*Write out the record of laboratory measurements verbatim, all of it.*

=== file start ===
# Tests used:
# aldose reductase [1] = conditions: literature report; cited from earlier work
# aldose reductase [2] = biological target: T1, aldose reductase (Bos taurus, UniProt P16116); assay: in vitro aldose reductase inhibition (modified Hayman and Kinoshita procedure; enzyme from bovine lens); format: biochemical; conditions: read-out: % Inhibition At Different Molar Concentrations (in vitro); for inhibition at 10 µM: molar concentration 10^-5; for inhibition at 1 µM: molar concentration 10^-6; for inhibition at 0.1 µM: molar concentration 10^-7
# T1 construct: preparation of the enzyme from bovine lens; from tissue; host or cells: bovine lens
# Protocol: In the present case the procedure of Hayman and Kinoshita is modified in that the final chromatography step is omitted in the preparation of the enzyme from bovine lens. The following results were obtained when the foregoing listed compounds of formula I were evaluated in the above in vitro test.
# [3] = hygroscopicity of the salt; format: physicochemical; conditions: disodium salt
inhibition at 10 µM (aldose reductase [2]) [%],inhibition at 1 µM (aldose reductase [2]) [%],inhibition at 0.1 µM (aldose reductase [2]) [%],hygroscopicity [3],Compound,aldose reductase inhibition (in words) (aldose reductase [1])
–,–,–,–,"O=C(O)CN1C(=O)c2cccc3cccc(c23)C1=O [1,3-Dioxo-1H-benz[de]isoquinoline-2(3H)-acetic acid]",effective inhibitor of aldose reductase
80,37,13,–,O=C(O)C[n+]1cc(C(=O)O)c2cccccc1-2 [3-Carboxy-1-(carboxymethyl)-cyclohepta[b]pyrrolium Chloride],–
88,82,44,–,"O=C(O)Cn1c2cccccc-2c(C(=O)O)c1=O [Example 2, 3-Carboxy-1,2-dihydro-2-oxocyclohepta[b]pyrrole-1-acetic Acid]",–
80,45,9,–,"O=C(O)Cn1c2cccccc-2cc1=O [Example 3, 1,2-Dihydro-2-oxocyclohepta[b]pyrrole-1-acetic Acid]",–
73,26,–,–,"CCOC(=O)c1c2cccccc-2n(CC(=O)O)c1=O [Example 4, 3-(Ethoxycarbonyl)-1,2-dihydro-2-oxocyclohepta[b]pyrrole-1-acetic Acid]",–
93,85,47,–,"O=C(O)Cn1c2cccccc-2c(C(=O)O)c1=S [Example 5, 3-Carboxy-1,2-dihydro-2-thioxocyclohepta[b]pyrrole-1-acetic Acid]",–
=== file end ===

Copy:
# Tests used:
# aldose reductase [1] = conditions: literature report; cited from earlier work
# aldose reductase [2] = biological target: T1, aldose reductase (Bos taurus, UniProt P16116); assay: in vitro aldose reductase inhibition (modified Hayman and Kinoshita procedure; enzyme from bovine lens); format: biochemical; conditions: read-out: % Inhibition At Different Molar Concentrations (in vitro); for inhibition at 10 µM: molar concentration 10^-5; for inhibition at 1 µM: molar concentration 10^-6; for inhibition at 0.1 µM: molar concentration 10^-7
# T1 construct: preparation of the enzyme from bovine lens; from tissue; host or cells: bovine lens
# Protocol: In the present case the procedure of Hayman and Kinoshita is modified in that the final chromatography step is omitted in the preparation of the enzyme from bovine lens. The following results were obtained when the foregoing listed compounds of formula I were evaluated in the above in vitro test.
# [3] = hygroscopicity of the salt; format: physicochemical; conditions: disodium salt
inhibition at 10 µM (aldose reductase [2]) [%],inhibition at 1 µM (aldose reductase [2]) [%],inhibition at 0.1 µM (aldose reductase [2]) [%],hygroscopicity [3],Compound,aldose reductase inhibition (in words) (aldose reductase [1])
–,–,–,–,"O=C(O)CN1C(=O)c2cccc3cccc(c23)C1=O [1,3-Dioxo-1H-benz[de]isoquinoline-2(3H)-acetic acid]",effective inhibitor of aldose reductase
80,37,13,–,O=C(O)C[n+]1cc(C(=O)O)c2cccccc1-2 [3-Carboxy-1-(carboxymethyl)-cyclohepta[b]pyrrolium Chloride],–
88,82,44,–,"O=C(O)Cn1c2cccccc-2c(C(=O)O)c1=O [Example 2, 3-Carboxy-1,2-dihydro-2-oxocyclohepta[b]pyrrole-1-acetic Acid]",–
80,45,9,–,"O=C(O)Cn1c2cccccc-2cc1=O [Example 3, 1,2-Dihydro-2-oxocyclohepta[b]pyrrole-1-acetic Acid]",–
73,26,–,–,"CCOC(=O)c1c2cccccc-2n(CC(=O)O)c1=O [Example 4, 3-(Ethoxycarbonyl)-1,2-dihydro-2-oxocyclohepta[b]pyrrole-1-acetic Acid]",–
93,85,47,–,"O=C(O)Cn1c2cccccc-2c(C(=O)O)c1=S [Example 5, 3-Carboxy-1,2-dihydro-2-thioxocyclohepta[b]pyrrole-1-acetic Acid]",–